Daniel Lubetzky aims to build bridges between human beings. He believes one should live life with integrity by doing everything possible you can. Doing more by doing right by society, is success. And KIND is more than a product. It’s a movement.

To learn more about Daniel and his mission to making KIND and kindness a daily ritual in our lives read, Do the KIND Thing by Daniel Lubetzky.

 

What Do Brewmasters Have in Common?

Scott Vallely

Scott Vallely of Charter Oak Brewing Co.

So, what do brewmasters have in common? Well, the first requirement to becoming a brewmaster is the ability to give a speech and respond to questions from the audience while simultaneously drinking a cold beer. Everything else thereafter is serious business.

Last Wednesday I had the good fortune to spend time with two of Connecticut’s own brewmaster superstars at the Stamford Innovation Center in Stamford, Connecticut.  I met Scott Vallely of Charter Oak Brewing Co. and Conor Horrigan of Half Full Brewery. These are two men with blood rich of fortitude and passion. They are unstoppable on their quest to quench the thirst of craft beer fans near and far. In fact they’re so driven with so much positive energy and enthusiasm, I can’t help but want to enjoy their beer all the time.

The hypnosis began as I entered the room where the brewmasters stood. They towered like giants protecting their harbors which were filled with ships of greatness. Like a pirate lusting for treasures I couldn’t help but fixate my eyes on the cold ones peeking from the waters below. I grabbed a glass and filled it with the latest and freshest craft beer Connecticut has to offer. It was bliss. I was speechless. It was perfect.

Scott and Conor both talked a little bit about their journey to the craft brewery business. Both agree that it’s not as easy as make a great beer and they will come. No, it’s all about pushing on and building awareness. A typical workweek is usually all seven days and even nights if an opportunity presents itself. It’s a continuation of educating the customers through tastings, events, onsite brewery tours, or anything else that comes to mind.

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Scott Vallely began by brewing in his basement. These days he’s brewing small batches up in Massachusetts each week, but soon will have a flagship brewery open at a very cool spot in Southern Norwalk, aka SONO. He has over 60 recipes and is excited to introduce them all. With the new brewery he can introduce one new recipe a month and really start to cater to the niche craft beer market. He’s all about high quality and freshness when in comes to brewing to drinking. In fact one of his newest editions was so fresh it wasn’t completely ready yet and still had a couple of days to go in the fermentation process. Still, I was very excited to try it, but it went so fast that I guess I’ll have to wait until it hits the local shelves. He also produces 22oz limited editions such as, “Lights Out Stout” which I’m drinking while I write this.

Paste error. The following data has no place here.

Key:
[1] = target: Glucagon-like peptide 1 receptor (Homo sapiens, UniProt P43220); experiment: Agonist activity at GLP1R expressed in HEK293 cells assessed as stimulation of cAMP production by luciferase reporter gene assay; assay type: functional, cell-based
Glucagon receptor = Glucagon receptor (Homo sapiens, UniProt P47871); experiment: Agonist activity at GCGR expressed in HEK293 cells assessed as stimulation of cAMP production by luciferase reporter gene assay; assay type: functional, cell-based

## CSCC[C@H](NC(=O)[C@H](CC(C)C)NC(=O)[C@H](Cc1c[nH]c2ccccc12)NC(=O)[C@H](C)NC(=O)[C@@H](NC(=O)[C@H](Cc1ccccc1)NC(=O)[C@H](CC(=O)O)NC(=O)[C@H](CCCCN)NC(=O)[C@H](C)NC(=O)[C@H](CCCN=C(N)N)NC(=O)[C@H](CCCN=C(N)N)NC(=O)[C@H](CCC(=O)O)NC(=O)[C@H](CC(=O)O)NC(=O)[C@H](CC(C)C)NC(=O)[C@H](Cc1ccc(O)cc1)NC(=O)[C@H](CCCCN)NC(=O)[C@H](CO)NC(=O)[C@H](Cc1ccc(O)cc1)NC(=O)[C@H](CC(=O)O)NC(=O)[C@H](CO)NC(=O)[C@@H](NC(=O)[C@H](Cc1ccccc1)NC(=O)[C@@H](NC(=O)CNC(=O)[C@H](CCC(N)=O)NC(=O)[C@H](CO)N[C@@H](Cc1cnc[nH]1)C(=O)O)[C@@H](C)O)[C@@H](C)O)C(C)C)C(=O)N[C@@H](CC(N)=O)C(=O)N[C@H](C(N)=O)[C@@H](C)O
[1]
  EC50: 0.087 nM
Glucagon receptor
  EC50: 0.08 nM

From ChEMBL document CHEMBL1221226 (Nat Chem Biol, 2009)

Conor Horrigan
Conor Horrigan of Half Full Brewery

Conor Horrigan started his journey in college when he got bit by the entrepreneurial bug. He started a painting company one summer during break and painted houses on Cape Cod. Although this eventually ended it never really did leave him. He new the bug bit hard and the entrepreneurial virus lived dormant waiting patiently to become active again. That day came after many hours spent basking in ideas and bouncing them off his friends at the Spring Lounge in Manhattan. He was working in finance on the investment banking side at the time. He wasn’t feeling fulfilled with the life work choice he made. So one day he went from Bear Sterns to just Beer. He started off by educating himself on how to brew beer. He continually experimented with a brew at home kit and even went to work at a brewery to learn the nuances and true craft behind the art. While his education in beer was developing he studied at UConn for an MBA. It’s only been a little under three years since the first batch of Half Full Beer hit the streets and it’s growing fast. IMG_20150422_214904-2-2

I don’t want to work for the man, I want to be the man. Life is short, so beer is the answer. Conor Horrigan, Chief Beer Philosopher

Connecticut alone has over 20 breweries. It’s clear the pursuit of creativity and uniqueness in the craft beer industry is flourishing, but to stand out from the rest you have to shine like a superstar and these guys really know how to shine.

To find out more about Charter Oak Brewing Company and Half Full Brewery visit their websites and be sure to follow them on Twitter @CharterOakBeer and @HalfFullBrewery.

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How Etsy-preneurs are making six figures

I once dreamed of a place high above the streets with perpendicular views of clouds and sky’s endless. I once envisioned sounds of movement and money and action. I once climbed the stacks of text books like ladders to answers and insight. I craved keys to castles and power over kingdoms. I craved to lead, a leader I would become. But the mistake is we are born to lead and be led. Not to wait for handouts and gifts. Not to be patient for our turn. Cut the cord, build your kingdom, become your leader.

Learn more about who’s making it in the online world of Etsy and perhaps spark your brain to build your very own Etsy empire.

http://www.cnbc.com/id/102589681